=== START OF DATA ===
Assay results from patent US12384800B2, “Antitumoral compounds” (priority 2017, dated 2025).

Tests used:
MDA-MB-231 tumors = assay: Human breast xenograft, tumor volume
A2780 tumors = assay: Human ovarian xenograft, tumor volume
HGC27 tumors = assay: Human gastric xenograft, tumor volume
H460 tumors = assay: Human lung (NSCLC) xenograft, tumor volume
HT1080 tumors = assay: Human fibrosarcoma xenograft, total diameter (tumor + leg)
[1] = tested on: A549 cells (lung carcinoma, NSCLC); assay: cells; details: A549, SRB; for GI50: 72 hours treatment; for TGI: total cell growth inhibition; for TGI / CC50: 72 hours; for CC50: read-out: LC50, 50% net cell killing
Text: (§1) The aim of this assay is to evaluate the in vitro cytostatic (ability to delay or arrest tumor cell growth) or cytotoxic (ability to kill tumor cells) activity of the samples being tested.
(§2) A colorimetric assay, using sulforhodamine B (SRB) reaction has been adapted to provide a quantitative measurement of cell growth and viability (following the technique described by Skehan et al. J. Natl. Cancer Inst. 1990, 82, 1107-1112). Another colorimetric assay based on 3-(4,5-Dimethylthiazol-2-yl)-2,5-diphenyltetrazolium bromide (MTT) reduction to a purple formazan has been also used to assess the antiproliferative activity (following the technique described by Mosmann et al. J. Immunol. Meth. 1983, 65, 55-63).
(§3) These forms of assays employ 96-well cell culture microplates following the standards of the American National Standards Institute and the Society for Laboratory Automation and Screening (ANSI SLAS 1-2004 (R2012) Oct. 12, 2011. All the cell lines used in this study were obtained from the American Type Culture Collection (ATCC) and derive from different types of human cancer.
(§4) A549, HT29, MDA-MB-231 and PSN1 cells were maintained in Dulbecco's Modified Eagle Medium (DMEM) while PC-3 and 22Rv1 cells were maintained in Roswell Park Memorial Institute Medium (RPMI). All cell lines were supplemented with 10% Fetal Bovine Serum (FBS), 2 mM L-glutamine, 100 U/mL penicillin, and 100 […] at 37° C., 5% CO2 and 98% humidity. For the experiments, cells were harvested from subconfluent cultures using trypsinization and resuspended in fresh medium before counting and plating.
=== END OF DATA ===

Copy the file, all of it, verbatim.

Assay results from patent US12384800B2, “Antitumoral compounds” (priority 2017, dated 2025).

Tests used:
MDA-MB-231 tumors = assay: Human breast xenograft, tumor volume
A2780 tumors = assay: Human ovarian xenograft, tumor volume
HGC27 tumors = assay: Human gastric xenograft, tumor volume
H460 tumors = assay: Human lung (NSCLC) xenograft, tumor volume
HT1080 tumors = assay: Human fibrosarcoma xenograft, total diameter (tumor + leg)
[1] = tested on: A549 cells (lung carcinoma, NSCLC); assay: cells; details: A549, SRB; for GI50: 72 hours treatment; for TGI: total cell growth inhibition; for TGI / CC50: 72 hours; for CC50: read-out: LC50, 50% net cell killing
Text: (§1) The aim of this assay is to evaluate the in vitro cytostatic (ability to delay or arrest tumor cell growth) or cytotoxic (ability to kill tumor cells) activity of the samples being tested.
(§2) A colorimetric assay, using sulforhodamine B (SRB) reaction has been adapted to provide a quantitative measurement of cell growth and viability (following the technique described by Skehan et al. J. Natl. Cancer Inst. 1990, 82, 1107-1112). Another colorimetric assay based on 3-(4,5-Dimethylthiazol-2-yl)-2,5-diphenyltetrazolium bromide (MTT) reduction to a purple formazan has been also used to assess the antiproliferative activity (following the technique described by Mosmann et al. J. Immunol. Meth. 1983, 65, 55-63).
(§3) These forms of assays employ 96-well cell culture microplates following the standards of the American National Standards Institute and the Society for Laboratory Automation and Screening (ANSI SLAS 1-2004 (R2012) Oct. 12, 2011. All the cell lines used in this study were obtained from the American Type Culture Collection (ATCC) and derive from different types of human cancer.
(§4) A549, HT29, MDA-MB-231 and PSN1 cells were maintained in Dulbecco's Modified Eagle Medium (DMEM) while PC-3 and 22Rv1 cells were maintained in Roswell Park Memorial Institute Medium (RPMI). All cell lines were supplemented with 10% Fetal Bovine Serum (FBS), 2 mM L-glutamine, 100 U/mL penicillin, and 100 […] at 37° C., 5% CO2 and 98% humidity. For the experiments, cells were harvested from subconfluent cultures using trypsinization and resuspended in fresh medium before counting and plating.